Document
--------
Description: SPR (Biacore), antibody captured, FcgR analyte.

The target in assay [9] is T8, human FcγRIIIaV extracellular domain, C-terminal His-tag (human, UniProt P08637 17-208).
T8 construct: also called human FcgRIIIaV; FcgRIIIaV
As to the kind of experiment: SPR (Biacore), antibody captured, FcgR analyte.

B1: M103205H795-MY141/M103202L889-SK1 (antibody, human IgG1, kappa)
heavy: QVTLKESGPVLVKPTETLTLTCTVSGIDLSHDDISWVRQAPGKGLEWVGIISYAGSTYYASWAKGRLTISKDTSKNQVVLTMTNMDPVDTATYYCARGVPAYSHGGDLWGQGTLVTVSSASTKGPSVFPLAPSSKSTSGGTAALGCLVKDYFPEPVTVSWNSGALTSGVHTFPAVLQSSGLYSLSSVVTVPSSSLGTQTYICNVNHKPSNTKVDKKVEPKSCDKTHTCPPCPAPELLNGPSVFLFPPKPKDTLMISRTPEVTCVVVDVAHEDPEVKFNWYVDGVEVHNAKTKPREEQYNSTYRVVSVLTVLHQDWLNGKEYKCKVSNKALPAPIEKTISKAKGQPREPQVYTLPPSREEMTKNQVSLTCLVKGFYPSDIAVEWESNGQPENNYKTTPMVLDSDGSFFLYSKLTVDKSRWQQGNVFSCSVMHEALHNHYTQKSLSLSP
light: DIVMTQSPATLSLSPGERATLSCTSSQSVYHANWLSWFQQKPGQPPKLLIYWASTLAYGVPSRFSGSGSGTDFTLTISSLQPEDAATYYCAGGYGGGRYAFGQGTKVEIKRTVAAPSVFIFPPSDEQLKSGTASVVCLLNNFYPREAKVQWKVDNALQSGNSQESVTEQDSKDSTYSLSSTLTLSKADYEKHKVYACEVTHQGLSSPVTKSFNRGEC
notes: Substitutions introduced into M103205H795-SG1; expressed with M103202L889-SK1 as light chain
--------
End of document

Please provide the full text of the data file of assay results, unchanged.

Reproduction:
Description: SPR (Biacore), antibody captured, FcgR analyte.

The target in assay [9] is T8, human FcγRIIIaV extracellular domain, C-terminal His-tag (human, UniProt P08637 17-208).
T8 construct: also called human FcgRIIIaV; FcgRIIIaV
As to the kind of experiment: SPR (Biacore), antibody captured, FcgR analyte.

B1: M103205H795-MY141/M103202L889-SK1 (antibody, human IgG1, kappa)
heavy: QVTLKESGPVLVKPTETLTLTCTVSGIDLSHDDISWVRQAPGKGLEWVGIISYAGSTYYASWAKGRLTISKDTSKNQVVLTMTNMDPVDTATYYCARGVPAYSHGGDLWGQGTLVTVSSASTKGPSVFPLAPSSKSTSGGTAALGCLVKDYFPEPVTVSWNSGALTSGVHTFPAVLQSSGLYSLSSVVTVPSSSLGTQTYICNVNHKPSNTKVDKKVEPKSCDKTHTCPPCPAPELLNGPSVFLFPPKPKDTLMISRTPEVTCVVVDVAHEDPEVKFNWYVDGVEVHNAKTKPREEQYNSTYRVVSVLTVLHQDWLNGKEYKCKVSNKALPAPIEKTISKAKGQPREPQVYTLPPSREEMTKNQVSLTCLVKGFYPSDIAVEWESNGQPENNYKTTPMVLDSDGSFFLYSKLTVDKSRWQQGNVFSCSVMHEALHNHYTQKSLSLSP
light: DIVMTQSPATLSLSPGERATLSCTSSQSVYHANWLSWFQQKPGQPPKLLIYWASTLAYGVPSRFSGSGSGTDFTLTISSLQPEDAATYYCAGGYGGGRYAFGQGTKVEIKRTVAAPSVFIFPPSDEQLKSGTASVVCLLNNFYPREAKVQWKVDNALQSGNSQESVTEQDSKDSTYSLSSTLTLSKADYEKHKVYACEVTHQGLSSPVTKSFNRGEC
notes: Substitutions introduced into M103205H795-SG1; expressed with M103202L889-SK1 as light chain